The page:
A State Church is a Church that is recognized by the State, serves the State, provides revenue for the State, and serves a public purpose that is not contrary to established public policy. State Churches are registered with the State, with tax identification numbers. State Churches are producers of revenue for the State by paying taxes to assure the alleged solvency of the tax system. Taxable organizations are answerable to the government, open to the inspection and dictates of the government. State Churches are agents of the State by confiscating and remitting to the State taxes that the State has ordered the Church to confiscate. State Churches are servants of the State by keeping records for and remitting records to the State. Most Churches today, whether incorporated or not, are State Churches.
Acts 7:44-52 is what Stephen preached just before being stoned to death. He said that God "dwelleth not in temples made with hands" (Acts 7:48). In other words, God does not dwell in "Churches" or any other buildings, our body is now the temple of God, and the Spirit of God dwells within us (Romans 8:9-11, 1 Corinthians 3:16,17; 6:19-20, 2 Corinthians 6:16, Revelation 21:3). Believers are now "God's building" (1 Corinthians 3:9, 1 Peter 2:5, Ephesians 2:19-22). We are to glorify God in our body in spirit and truth (John 4:23-24, 1 Corinthians 6:20), not in buildings made with man's hands.
Hosea 8:6, "...the workman made it; therefore it is not God."
Isaiah 17:7-8, "At that day shall a man look to his Maker, and his eyes shall have respect to the Holy One of Israel. And he shall not look to the altars, the work of his hands, neither shall respect that which his fingers have made..."
We should not localize God:
Acts 7:49, "Heaven is my throne, and earth is my footstool: what house will ye build me? saith the Lord: or what is the place of my rest?"
1 Kings 8:27, "…behold, the heaven and heaven of heavens cannot contain thee; how much less this house that I have builded?"
Internal Revenue Service
The Department of the Treasury and the Internal Revenue Service has available to the public Publication 1828, entitled "Tax Guide for Churches and Other Religious Organizations." The following excerpts are from page three of this publication. In this publication, it explains why and how the IRS acquires jurisdiction over Churches, whether they are incorporated or not.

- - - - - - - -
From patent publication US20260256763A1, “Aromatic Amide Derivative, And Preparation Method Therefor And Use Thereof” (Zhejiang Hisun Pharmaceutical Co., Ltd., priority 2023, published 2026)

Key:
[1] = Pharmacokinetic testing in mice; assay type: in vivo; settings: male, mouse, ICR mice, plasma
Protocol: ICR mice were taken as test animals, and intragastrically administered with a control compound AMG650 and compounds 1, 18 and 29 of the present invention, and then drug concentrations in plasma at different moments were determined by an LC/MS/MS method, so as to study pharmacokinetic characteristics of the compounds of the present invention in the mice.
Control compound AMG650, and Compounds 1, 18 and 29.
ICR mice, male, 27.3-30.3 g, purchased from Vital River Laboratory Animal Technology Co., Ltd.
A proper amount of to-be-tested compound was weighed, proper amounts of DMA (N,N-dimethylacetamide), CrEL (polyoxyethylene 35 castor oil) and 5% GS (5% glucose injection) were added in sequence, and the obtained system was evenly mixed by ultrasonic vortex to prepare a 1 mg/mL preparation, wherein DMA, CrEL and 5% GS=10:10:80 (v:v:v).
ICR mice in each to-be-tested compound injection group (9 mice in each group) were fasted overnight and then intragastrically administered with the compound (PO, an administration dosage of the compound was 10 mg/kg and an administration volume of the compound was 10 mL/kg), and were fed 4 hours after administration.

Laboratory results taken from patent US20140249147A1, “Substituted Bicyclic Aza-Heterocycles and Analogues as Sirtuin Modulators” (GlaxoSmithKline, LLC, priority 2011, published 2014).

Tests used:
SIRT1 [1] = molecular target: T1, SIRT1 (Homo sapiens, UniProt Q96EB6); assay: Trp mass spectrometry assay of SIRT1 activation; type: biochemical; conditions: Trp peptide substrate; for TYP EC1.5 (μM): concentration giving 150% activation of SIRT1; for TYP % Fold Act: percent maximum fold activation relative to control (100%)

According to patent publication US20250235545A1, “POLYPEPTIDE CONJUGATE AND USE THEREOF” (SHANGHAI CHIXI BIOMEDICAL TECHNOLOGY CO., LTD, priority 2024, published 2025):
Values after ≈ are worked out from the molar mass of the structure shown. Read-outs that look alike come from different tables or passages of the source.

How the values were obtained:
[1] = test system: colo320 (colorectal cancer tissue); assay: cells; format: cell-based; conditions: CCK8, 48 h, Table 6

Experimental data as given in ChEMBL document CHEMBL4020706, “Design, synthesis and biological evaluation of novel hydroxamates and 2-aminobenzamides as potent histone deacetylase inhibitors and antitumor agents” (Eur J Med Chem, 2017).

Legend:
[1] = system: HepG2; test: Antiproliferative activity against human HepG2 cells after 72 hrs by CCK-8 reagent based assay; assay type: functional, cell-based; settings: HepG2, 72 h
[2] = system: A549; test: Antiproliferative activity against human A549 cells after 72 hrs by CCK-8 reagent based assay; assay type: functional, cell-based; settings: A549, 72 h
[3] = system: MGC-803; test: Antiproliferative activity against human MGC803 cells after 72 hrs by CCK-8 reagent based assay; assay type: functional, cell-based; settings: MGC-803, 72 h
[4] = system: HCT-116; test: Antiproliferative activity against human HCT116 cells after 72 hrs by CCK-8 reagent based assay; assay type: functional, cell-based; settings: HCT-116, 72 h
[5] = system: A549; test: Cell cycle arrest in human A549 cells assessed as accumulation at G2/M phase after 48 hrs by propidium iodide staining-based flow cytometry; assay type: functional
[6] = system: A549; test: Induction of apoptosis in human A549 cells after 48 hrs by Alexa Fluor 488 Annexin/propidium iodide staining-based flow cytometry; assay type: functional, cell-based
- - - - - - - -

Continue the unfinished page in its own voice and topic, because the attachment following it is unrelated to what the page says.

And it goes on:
Church: The term "church" is not specifically defined in the Internal Revenue Code. However, because special tax rules apply to churches, it is important to distinguish churches from other religious organizations.
Christ did not start a "religious organization." He did not start a religion. There is only one religion that His followers are to engage in. James 1:27, "Pure religion and undefiled before God and the Father is this, To visit orphans and widows in their tribulation, and to keep oneself unspotted from the world." What Christ taught was from the "beginning," it did not start 2,000 years ago.
Certain characteristics are generally attributed to churches. These attributes have been developed by the IRS and by court decisions. They include:
Notice these have been developed by "court decisions." So we have everyone going to law with one another (1 Corinthians 6:1-8), which scripture condemns. And through courts, the natural man defines exactly what a church is. The following is what the natural man has jurisdiction over (because he created all of the following characteristics). Here are the 14 characteristics.
a) A distinct legal existence
In other words, that which has "legal personality." For example, if it has a name (i.e. FIRST COMMUNITY BAPTIST CHURCH), and if it hangs a sign outside the church, it has a distinct "legal existence"). You do not find anywhere in scripture where any follower of Christ "named" some building and put a sign outside advertising themselves or their beliefs. All they did was speak and act according to God's Truth.
b) A recognized creed and form of worship
This would be putting down on paper, and formally organizing it, and having everyone agree to it. It's something you don't find in scripture. Our "creed and form of worship" is already in scripture; we don't have to re-state it.
c) A definite and distinct ecclesiastical government
None of these line up with scripture. You don't find a "distinct ecclesiastical government" in scripture. When you see the government of the Christ's assembly in the New Testament, it is not "definite and distinct," it is "however the Lord moves you!" There's no organization to it. The problem is whenever men try to organize things, they actually go against God because He has already put everything in order.